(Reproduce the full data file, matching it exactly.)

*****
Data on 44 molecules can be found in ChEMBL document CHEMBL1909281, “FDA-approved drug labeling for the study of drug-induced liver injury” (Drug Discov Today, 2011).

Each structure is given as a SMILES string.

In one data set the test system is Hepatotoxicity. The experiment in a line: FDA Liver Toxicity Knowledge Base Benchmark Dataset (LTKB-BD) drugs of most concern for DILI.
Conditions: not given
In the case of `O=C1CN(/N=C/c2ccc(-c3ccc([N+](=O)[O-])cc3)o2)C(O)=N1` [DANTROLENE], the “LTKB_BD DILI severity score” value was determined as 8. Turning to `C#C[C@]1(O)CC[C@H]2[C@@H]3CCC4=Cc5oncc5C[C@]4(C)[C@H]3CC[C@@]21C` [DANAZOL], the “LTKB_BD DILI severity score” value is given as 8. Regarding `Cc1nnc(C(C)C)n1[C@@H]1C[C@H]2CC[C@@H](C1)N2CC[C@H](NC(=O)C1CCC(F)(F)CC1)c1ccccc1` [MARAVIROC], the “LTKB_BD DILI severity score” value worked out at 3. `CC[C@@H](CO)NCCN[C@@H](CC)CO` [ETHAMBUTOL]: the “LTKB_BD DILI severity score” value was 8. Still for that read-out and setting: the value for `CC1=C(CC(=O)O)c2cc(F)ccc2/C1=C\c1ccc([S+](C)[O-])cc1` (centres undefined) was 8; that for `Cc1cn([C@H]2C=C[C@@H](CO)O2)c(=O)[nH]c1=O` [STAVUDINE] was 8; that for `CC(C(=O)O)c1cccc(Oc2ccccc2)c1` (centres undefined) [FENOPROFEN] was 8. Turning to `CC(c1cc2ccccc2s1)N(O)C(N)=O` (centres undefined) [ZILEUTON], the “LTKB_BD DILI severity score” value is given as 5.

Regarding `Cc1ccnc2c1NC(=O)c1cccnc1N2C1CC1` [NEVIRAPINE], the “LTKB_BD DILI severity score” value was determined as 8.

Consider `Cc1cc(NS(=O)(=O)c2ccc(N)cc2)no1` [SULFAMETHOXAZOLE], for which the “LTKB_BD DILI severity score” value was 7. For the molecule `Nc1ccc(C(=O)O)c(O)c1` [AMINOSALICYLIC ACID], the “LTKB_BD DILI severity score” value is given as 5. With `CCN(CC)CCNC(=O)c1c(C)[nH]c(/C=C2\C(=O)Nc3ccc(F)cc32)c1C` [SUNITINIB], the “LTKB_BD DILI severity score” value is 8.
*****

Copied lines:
Data on 44 molecules can be found in ChEMBL document CHEMBL1909281, “FDA-approved drug labeling for the study of drug-induced liver injury” (Drug Discov Today, 2011).

Each structure is given as a SMILES string.

In one data set the test system is Hepatotoxicity. The experiment in a line: FDA Liver Toxicity Knowledge Base Benchmark Dataset (LTKB-BD) drugs of most concern for DILI.
Conditions: not given
In the case of `O=C1CN(/N=C/c2ccc(-c3ccc([N+](=O)[O-])cc3)o2)C(O)=N1` [DANTROLENE], the “LTKB_BD DILI severity score” value was determined as 8. Turning to `C#C[C@]1(O)CC[C@H]2[C@@H]3CCC4=Cc5oncc5C[C@]4(C)[C@H]3CC[C@@]21C` [DANAZOL], the “LTKB_BD DILI severity score” value is given as 8. Regarding `Cc1nnc(C(C)C)n1[C@@H]1C[C@H]2CC[C@@H](C1)N2CC[C@H](NC(=O)C1CCC(F)(F)CC1)c1ccccc1` [MARAVIROC], the “LTKB_BD DILI severity score” value worked out at 3. `CC[C@@H](CO)NCCN[C@@H](CC)CO` [ETHAMBUTOL]: the “LTKB_BD DILI severity score” value was 8. Still for that read-out and setting: the value for `CC1=C(CC(=O)O)c2cc(F)ccc2/C1=C\c1ccc([S+](C)[O-])cc1` (centres undefined) was 8; that for `Cc1cn([C@H]2C=C[C@@H](CO)O2)c(=O)[nH]c1=O` [STAVUDINE] was 8; that for `CC(C(=O)O)c1cccc(Oc2ccccc2)c1` (centres undefined) [FENOPROFEN] was 8. Turning to `CC(c1cc2ccccc2s1)N(O)C(N)=O` (centres undefined) [ZILEUTON], the “LTKB_BD DILI severity score” value is given as 5.

Regarding `Cc1ccnc2c1NC(=O)c1cccnc1N2C1CC1` [NEVIRAPINE], the “LTKB_BD DILI severity score” value was determined as 8.

Consider `Cc1cc(NS(=O)(=O)c2ccc(N)cc2)no1` [SULFAMETHOXAZOLE], for which the “LTKB_BD DILI severity score” value was 7. For the molecule `Nc1ccc(C(=O)O)c(O)c1` [AMINOSALICYLIC ACID], the “LTKB_BD DILI severity score” value is given as 5. With `CCN(CC)CCNC(=O)c1c(C)[nH]c(/C=C2\C(=O)Nc3ccc(F)cc32)c1C` [SUNITINIB], the “LTKB_BD DILI severity score” value is 8.